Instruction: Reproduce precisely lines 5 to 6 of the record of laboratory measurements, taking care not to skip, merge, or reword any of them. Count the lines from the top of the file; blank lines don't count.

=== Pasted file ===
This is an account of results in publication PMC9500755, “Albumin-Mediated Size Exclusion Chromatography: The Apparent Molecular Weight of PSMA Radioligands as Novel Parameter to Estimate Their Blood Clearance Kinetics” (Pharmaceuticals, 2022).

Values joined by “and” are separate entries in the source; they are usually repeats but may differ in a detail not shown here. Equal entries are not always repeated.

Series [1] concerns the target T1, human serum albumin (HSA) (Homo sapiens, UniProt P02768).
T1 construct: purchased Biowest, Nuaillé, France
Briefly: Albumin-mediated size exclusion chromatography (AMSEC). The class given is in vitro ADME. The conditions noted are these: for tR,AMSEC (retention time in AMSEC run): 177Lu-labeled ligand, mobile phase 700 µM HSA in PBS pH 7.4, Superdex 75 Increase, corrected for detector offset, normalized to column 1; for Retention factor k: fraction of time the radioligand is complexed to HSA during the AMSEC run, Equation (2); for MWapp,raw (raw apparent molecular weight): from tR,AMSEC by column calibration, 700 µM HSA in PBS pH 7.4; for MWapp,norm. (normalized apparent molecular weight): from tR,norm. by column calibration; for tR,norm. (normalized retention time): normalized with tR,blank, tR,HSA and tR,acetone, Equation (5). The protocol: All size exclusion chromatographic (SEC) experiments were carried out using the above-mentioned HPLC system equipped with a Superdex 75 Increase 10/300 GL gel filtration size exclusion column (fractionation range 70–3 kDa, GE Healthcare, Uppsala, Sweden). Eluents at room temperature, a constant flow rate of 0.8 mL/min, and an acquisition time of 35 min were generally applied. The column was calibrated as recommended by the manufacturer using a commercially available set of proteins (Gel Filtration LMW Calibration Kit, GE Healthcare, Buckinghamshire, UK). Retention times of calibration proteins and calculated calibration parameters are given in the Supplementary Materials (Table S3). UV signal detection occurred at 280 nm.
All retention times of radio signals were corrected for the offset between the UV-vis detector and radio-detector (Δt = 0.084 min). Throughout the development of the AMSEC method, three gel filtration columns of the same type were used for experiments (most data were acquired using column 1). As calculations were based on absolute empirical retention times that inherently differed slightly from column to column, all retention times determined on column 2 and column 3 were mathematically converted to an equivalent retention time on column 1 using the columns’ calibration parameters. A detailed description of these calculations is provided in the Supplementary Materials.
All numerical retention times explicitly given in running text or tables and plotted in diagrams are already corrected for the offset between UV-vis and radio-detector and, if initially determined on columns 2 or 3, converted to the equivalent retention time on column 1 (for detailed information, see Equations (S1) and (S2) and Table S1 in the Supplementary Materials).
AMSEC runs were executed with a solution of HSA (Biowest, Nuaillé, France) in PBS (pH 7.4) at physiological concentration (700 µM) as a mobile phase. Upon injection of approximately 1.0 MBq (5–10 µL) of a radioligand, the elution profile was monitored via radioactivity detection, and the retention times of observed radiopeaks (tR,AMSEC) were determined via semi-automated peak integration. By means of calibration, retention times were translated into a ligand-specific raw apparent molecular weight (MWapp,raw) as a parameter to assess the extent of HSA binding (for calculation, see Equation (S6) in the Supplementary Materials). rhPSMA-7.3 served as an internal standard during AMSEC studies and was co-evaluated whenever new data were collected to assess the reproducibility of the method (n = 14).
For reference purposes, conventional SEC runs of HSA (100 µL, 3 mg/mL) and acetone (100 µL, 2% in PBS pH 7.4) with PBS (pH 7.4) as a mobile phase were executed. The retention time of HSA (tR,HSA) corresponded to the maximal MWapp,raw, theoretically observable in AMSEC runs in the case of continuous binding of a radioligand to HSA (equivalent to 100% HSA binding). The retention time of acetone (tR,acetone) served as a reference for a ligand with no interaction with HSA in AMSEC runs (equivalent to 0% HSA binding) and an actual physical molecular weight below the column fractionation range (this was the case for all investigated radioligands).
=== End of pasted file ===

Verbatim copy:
Briefly: Albumin-mediated size exclusion chromatography (AMSEC). The class given is in vitro ADME. The conditions noted are these: for tR,AMSEC (retention time in AMSEC run): 177Lu-labeled ligand, mobile phase 700 µM HSA in PBS pH 7.4, Superdex 75 Increase, corrected for detector offset, normalized to column 1; for Retention factor k: fraction of time the radioligand is complexed to HSA during the AMSEC run, Equation (2); for MWapp,raw (raw apparent molecular weight): from tR,AMSEC by column calibration, 700 µM HSA in PBS pH 7.4; for MWapp,norm. (normalized apparent molecular weight): from tR,norm. by column calibration; for tR,norm. (normalized retention time): normalized with tR,blank, tR,HSA and tR,acetone, Equation (5). The protocol: All size exclusion chromatographic (SEC) experiments were carried out using the above-mentioned HPLC system equipped with a Superdex 75 Increase 10/300 GL gel filtration size exclusion column (fractionation range 70–3 kDa, GE Healthcare, Uppsala, Sweden). Eluents at room temperature, a constant flow rate of 0.8 mL/min, and an acquisition time of 35 min were generally applied. The column was calibrated as recommended by the manufacturer using a commercially available set of proteins (Gel Filtration LMW Calibration Kit, GE Healthcare, Buckinghamshire, UK). Retention times of calibration proteins and calculated calibration parameters are given in the Supplementary Materials (Table S3). UV signal detection occurred at 280 nm.
All retention times of radio signals were corrected for the offset between the UV-vis detector and radio-detector (Δt = 0.084 min). Throughout the development of the AMSEC method, three gel filtration columns of the same type were used for experiments (most data were acquired using column 1). As calculations were based on absolute empirical retention times that inherently differed slightly from column to column, all retention times determined on column 2 and column 3 were mathematically converted to an equivalent retention time on column 1 using the columns’ calibration parameters. A detailed description of these calculations is provided in the Supplementary Materials.